A Movie A Day #235: Twilight’s Last Gleaming (1977, directed by Robert Aldrich)


In Montana, four men have infiltrated and taken over a top-secret ICBM complex.  Three of the men, Hoxey (William Smith), Garvas (Burt Young), and Powell (Paul Winfield) are considered to be common criminals but their leader is something much different.  Until he was court-martialed and sentenced to a military prison, Lawrence Dell (Burt Lancaster) was a respected Air Force general.  He even designed the complex that he has now taken over.  Dell calls the White House and makes his demands known: he wants ten million dollars and for the President (Charles Durning) to go on television and read the contents of top secret dossier, one that reveals the real reason behind the war in Vietnam.  Dell also demands that the President surrender himself so that he can be used as a human shield while Dell and his men make their escape.

Until Dell made his demands known, the President did not even know of the dossier’s existence.  His cabinet (made up of distinguished and venerable character actors like Joseph Cotten and Melvyn Douglas) did and some of them are willing to sacrifice the President to keep that information from getting out.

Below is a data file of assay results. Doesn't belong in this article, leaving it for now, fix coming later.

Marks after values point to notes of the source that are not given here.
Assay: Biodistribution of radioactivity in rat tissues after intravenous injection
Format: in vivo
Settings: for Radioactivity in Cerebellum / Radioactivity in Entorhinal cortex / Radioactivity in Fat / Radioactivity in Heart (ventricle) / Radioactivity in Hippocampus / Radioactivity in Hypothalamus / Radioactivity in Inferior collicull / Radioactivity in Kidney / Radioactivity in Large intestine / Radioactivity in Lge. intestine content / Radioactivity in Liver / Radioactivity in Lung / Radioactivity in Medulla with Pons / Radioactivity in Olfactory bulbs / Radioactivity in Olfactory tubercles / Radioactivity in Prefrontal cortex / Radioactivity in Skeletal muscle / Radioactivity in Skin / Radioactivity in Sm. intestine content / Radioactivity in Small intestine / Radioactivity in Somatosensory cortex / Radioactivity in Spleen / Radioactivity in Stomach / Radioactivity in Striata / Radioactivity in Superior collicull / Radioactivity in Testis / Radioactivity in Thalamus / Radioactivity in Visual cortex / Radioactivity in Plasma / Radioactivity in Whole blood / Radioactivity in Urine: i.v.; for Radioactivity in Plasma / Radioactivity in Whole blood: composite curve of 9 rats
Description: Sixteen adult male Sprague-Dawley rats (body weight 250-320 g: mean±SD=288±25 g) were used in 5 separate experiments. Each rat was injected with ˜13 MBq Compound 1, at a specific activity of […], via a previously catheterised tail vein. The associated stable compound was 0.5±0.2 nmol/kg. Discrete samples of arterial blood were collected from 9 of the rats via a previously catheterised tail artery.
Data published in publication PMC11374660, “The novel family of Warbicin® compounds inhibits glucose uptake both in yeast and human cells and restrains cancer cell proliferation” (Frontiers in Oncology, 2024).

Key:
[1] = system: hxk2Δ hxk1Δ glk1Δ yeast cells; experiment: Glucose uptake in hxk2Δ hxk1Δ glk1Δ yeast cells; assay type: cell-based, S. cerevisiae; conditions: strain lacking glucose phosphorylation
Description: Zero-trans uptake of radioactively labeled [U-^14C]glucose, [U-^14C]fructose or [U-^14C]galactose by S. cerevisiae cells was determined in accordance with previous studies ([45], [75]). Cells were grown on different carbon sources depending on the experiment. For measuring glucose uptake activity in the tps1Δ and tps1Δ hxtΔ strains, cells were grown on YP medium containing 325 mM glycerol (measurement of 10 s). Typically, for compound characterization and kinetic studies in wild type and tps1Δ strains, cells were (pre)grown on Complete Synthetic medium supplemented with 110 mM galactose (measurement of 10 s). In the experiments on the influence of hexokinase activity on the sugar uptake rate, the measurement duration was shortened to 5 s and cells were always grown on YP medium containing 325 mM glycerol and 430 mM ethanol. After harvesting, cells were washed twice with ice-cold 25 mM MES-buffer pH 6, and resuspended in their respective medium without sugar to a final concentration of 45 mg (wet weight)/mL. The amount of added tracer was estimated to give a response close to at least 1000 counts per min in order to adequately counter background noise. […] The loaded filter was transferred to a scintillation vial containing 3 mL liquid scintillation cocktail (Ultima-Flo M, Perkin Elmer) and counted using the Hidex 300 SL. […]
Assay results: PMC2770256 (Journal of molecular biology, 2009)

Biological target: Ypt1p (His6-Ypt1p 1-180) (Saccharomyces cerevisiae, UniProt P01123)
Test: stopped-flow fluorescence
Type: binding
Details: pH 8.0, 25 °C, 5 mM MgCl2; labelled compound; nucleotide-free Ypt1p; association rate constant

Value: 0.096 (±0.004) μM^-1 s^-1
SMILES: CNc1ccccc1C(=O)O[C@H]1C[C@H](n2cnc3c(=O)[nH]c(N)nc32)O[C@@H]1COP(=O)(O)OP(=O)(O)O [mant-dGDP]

Robert Aldrich specialized in insightful genre films and Twilight’s Last Gleaming is a typical example: aggressive, violent, sometimes crass, and unexpectedly intelligent.  At two hours and 30 minutes, Twilight’s Last Gleaming is overlong and Aldrich’s frequent use of split screens is sometimes distracting but Twilight’s Last Gleaming is still a thought-provoking film.  The large cast does a good job, with Lancaster and Durning as clear stand-outs.  I also liked Richard Widmark as a general with his own agenda and, of course, any movie that features Joseph Cotten is good in my book!  Best of all, Twilight’s Last Gleaming‘s theory about the reason why America stayed in Vietnam is entirely credible.

The Vietnam angle may be one of the reasons why Twilight’s Last Gleaming was one of the biggest flops of Aldrich’s career.  In 1977, audiences had a choice of thrilling to Star Wars, falling in love with Annie Hall, or watching a two and a half hour history lesson about Vietnam.  Not surprisingly, a nation that yearned for escape did just that and Twilight’s Last Gleaming flopped in America but found success in Europe.  Box office success or not, Twilight’s Last Gleaming is an intelligent political thriller that is ripe for rediscovery.

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